Dog Adoption Advice

Do we have to castrate dogs by law?

With all its shortcomings and a long way to go in terms of respect for animals, the Animal Welfare Law that was approved in Spain in 2023 has been a great advance. However, there is a lot of ignorance on the part of many people who live with one or more pets. One of the most common doubts is whether dogs should be castrated by law, something that is quite clear in the text. But so that you do not have to read all the bacon, let’s see what the official text says and what advantages this intervention has.

Neuter dogs by law: yes or no

If you are the lucky life partner of an adorable puppy, you will know how much joy and how much affection they can give you. And in return we are obliged to take care of them as best as possible, trying to make them happy and have everything they need to live in optimal conditions. If you agree with this, maybe your future will go through working with them… How do you see it? A Veterinary Assistant Course will train you to improve the welfare of the most wonderful pets. Think about it!

And now, to ours. Should dogs be castrated by law? We mentioned earlier that the Animal Welfare Law approved in Spain on March 28, 2023, changed some things, as regards how we live with our pets. In the text, we find the answer to this question: the law does NOT require castrating our dogs, contrary to what many people think.

What the law does is protect pets from uncontrolled breeding, which is a source of abandonment and death. This means that you cannot cross your dog to have offspring; it is something that can only be done by those registered in the Register of Pet Breeders. On top of that, the text also makes it clear that the sale of animals “can only take place directly from the registered breeder” and that “the direct sale of any kind of pet through the internet is prohibited”.

And adopted dogs, should they be neutered?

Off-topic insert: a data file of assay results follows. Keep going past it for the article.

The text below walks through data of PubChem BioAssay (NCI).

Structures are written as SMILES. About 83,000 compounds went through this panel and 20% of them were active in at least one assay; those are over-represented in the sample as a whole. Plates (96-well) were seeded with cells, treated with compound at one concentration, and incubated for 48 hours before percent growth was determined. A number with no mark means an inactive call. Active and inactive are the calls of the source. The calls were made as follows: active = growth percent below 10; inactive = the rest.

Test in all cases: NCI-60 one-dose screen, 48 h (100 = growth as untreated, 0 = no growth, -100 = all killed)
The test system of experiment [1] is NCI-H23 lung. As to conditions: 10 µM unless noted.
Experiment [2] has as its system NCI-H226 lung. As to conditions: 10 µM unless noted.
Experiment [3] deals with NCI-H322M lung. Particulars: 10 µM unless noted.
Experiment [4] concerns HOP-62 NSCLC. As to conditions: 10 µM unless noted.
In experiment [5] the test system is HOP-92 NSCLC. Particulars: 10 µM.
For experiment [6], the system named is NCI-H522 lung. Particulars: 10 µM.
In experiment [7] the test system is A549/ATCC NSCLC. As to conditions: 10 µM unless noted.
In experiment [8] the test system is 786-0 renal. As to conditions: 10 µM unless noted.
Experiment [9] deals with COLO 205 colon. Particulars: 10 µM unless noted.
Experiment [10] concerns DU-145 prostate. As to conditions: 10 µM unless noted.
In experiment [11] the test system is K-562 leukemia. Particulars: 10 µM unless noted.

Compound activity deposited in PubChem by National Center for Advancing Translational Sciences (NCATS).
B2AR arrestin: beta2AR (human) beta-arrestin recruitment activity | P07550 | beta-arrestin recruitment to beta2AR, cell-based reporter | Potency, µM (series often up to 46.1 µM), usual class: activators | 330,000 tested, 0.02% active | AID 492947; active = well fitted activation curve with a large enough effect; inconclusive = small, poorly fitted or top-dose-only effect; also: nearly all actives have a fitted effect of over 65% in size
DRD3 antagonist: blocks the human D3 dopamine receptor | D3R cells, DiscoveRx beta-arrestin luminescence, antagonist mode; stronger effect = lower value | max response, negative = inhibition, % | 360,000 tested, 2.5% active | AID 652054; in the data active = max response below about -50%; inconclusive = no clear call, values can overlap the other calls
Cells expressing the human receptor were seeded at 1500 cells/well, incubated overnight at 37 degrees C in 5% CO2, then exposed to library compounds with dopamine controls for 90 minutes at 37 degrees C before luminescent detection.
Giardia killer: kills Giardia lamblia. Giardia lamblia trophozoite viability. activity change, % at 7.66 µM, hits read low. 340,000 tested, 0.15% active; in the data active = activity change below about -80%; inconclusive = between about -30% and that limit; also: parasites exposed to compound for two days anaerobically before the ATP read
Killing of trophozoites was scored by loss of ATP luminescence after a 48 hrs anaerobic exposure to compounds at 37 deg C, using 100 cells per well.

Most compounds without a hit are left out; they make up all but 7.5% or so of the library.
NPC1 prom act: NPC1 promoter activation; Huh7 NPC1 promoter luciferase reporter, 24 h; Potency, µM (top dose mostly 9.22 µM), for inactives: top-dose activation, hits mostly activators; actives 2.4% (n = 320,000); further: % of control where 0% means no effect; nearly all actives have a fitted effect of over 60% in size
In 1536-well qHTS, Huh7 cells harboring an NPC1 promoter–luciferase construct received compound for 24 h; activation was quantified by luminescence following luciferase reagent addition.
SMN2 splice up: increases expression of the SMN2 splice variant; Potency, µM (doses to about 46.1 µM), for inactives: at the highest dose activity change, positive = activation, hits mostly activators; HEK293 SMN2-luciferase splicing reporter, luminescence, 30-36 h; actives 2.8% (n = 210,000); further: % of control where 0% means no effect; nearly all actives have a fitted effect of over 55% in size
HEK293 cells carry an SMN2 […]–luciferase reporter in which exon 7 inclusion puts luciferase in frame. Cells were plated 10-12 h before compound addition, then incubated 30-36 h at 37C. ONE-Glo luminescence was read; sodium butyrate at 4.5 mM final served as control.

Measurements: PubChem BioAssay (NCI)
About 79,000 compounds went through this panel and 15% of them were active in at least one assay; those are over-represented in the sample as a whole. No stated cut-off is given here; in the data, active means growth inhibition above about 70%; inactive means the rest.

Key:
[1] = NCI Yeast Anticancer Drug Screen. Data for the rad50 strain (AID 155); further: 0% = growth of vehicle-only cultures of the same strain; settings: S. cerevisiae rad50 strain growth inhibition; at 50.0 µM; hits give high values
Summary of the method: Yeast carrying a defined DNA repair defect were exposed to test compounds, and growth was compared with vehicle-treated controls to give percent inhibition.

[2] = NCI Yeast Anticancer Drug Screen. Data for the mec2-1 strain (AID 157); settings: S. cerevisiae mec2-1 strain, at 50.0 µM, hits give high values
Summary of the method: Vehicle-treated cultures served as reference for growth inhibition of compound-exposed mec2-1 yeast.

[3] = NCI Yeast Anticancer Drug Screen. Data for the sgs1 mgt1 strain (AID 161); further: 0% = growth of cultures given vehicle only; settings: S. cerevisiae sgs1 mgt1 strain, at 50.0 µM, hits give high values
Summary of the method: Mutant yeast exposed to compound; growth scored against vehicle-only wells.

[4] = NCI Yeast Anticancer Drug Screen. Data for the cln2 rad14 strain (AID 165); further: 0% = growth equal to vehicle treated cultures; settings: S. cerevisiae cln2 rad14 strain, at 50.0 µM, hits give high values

Here, the law is also crystal clear. It is not that you should castrate an adopted dog; it is that these adorable dogs should be given to their new castrated families with all the relative documentation in order. What happens when we adopt a puppy or the animal has some health condition that discourages, for the moment, its castration?

Then, the center will deliver it after signing a sterilization commitment by his new life companions. Specifically, this obligation is stipulated in Chapter VII of the law and includes both public institutions and any entity dedicated to animal protection.

An intervention not without controversy (but with advantages)

The rules are clear, and of course, they must be complied with. But regardless of the need to castrate dogs by law, it is an intervention that has many detractors, as well as human companions who resist putting their best friends through that trance. In the case of bitches there are usually not so many doubts, since they are the ones that “carry” with the litter. But in males, the thing changes.

In addition to not wanting the animal to lose its nature, many human companions fear the operation. It is logical: there is always a risk to the life or health of the dog, but if we look for a center with guarantees there should not be problems. The possible weight gain and change of character of the animal after the operation are usually other problems put their detractors.

Faced with this, the castration of dogs (males and females) has obvious advantages. Stay with them:

  • Prevents diseases. In females, the development of breast tumors, uterine infections, and psychological pregnancies is prevented. In males, it is a way to prevent pathologies such as benign prostate hyperplasia. And in both, it prevents hormonal diabetes mellitus, perineal hernia, and other tumors.
  • Avoid wandering. Many times, dogs escape when they smell the females in heat. Castration ends this problem in both males and females; in these, it also cuts menstruation, with the inconvenience it entails.
  • Improves behavior. Castrated males do not fight or face “competitors”. Females, on the other hand, are freed from the nervousness and aggressiveness that often accompany zeal.

You don’t have to castrate dogs by law. What about cats?

If you live with a dog, you know: you shouldn’t castrate it, but you should avoid its reproduction. But what about the minions? In this case, the law is clear: they must be sterilized. It is logical since cats tend to escape and wander more than dogs (they are free and indomitable spirits…), and their reproductive capacity is great. Specifically, the Animal Welfare Law requires “identification by microchip and surgical sterilization of all cats before the age of six months”.

True animal lovers applaud every day the improvements that the Animal Welfare Act has brought, and we hope that it continues to evolve to end all forms of abuse. Our lifemates certainly deserve it. Would you like to contribute to their well-being, and at the same time undertake a career with many expectations? Do not hesitate: become a Veterinary Technical Assistant and your life will turn 180 degrees.

Ema Clark

Dog Trainer and Writer Since 2016. Over 17 years of experience working with all breeds and ages of dogs, using a variety of training techniques.
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